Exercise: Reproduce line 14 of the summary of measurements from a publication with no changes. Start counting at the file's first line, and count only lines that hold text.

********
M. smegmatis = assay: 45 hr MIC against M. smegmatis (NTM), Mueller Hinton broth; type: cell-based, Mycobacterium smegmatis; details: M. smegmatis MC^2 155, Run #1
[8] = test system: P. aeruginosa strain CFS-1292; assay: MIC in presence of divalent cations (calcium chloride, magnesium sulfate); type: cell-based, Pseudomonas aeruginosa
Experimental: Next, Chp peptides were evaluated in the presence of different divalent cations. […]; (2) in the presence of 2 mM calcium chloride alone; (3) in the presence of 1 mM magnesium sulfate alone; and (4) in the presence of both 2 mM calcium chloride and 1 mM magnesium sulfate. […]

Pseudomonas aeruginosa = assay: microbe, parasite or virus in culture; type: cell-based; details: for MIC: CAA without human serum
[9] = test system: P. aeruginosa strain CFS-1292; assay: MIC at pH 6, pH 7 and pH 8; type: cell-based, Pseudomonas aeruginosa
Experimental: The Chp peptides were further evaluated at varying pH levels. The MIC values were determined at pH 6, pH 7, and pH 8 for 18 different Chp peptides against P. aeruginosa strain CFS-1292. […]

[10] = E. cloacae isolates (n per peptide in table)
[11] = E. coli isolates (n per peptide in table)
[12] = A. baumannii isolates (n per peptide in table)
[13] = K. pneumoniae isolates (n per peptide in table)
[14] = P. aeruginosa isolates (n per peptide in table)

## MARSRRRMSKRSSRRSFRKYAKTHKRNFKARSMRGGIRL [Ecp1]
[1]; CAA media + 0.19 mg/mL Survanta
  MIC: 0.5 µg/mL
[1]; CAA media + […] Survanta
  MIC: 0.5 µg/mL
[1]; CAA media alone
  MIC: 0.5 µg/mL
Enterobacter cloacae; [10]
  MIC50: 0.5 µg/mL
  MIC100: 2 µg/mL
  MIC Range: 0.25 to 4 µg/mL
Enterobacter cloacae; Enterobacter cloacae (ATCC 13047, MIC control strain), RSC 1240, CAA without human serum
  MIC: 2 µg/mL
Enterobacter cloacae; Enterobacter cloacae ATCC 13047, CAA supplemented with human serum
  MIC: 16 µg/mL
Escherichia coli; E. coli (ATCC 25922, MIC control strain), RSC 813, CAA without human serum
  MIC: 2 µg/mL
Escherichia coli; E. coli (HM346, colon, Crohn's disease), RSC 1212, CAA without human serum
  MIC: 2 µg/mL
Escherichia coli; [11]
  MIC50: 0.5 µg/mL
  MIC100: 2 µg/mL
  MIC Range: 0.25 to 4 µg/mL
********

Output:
  MIC: 0.5 µg/mL